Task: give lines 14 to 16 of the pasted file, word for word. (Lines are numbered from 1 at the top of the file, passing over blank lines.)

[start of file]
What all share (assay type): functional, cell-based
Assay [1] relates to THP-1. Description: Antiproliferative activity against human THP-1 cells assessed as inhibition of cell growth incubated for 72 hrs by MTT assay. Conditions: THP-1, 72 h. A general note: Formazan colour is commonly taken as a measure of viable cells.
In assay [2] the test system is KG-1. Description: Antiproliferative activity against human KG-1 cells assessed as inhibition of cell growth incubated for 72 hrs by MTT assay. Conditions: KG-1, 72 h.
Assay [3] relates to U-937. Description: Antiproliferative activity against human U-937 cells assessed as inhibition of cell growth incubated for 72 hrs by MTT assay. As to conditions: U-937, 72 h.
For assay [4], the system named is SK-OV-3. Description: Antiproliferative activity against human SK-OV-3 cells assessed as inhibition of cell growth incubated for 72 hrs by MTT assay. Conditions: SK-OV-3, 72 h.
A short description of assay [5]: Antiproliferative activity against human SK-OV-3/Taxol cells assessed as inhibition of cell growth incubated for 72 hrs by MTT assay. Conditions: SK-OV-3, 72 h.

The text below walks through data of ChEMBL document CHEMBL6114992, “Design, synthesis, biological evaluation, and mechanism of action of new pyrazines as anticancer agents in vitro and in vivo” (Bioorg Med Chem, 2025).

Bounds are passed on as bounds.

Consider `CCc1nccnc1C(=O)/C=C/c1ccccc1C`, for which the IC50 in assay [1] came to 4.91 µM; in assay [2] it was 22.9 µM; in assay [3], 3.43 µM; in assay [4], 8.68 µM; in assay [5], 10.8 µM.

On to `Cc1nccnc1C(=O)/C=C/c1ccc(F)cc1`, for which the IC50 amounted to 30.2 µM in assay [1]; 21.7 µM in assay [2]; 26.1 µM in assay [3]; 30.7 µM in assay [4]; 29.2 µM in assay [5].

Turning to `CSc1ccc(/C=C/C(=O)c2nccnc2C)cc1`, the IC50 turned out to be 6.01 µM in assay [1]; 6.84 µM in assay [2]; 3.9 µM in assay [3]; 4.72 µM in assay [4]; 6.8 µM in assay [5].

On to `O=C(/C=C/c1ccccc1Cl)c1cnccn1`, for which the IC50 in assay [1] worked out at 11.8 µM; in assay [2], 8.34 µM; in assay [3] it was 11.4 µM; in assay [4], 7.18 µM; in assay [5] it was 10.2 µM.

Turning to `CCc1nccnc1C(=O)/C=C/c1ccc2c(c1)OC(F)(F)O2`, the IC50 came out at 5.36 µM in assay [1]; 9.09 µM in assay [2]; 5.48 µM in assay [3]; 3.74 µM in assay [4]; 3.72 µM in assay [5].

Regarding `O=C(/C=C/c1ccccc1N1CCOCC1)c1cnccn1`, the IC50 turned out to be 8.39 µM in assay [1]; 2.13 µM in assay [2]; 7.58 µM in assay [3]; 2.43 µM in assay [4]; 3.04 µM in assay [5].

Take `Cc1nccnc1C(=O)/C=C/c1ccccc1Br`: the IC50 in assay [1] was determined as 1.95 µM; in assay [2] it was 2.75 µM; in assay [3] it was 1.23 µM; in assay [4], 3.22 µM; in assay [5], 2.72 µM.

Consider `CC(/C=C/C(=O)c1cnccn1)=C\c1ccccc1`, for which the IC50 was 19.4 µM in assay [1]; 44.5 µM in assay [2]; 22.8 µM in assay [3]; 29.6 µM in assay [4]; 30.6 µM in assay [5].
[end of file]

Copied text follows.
Regarding `O=C(/C=C/c1ccccc1N1CCOCC1)c1cnccn1`, the IC50 turned out to be 8.39 µM in assay [1]; 2.13 µM in assay [2]; 7.58 µM in assay [3]; 2.43 µM in assay [4]; 3.04 µM in assay [5].

Take `Cc1nccnc1C(=O)/C=C/c1ccccc1Br`: the IC50 in assay [1] was determined as 1.95 µM; in assay [2] it was 2.75 µM; in assay [3] it was 1.23 µM; in assay [4], 3.22 µM; in assay [5], 2.72 µM.

Consider `CC(/C=C/C(=O)c1cnccn1)=C\c1ccccc1`, for which the IC50 was 19.4 µM in assay [1]; 44.5 µM in assay [2]; 22.8 µM in assay [3]; 29.6 µM in assay [4]; 30.6 µM in assay [5].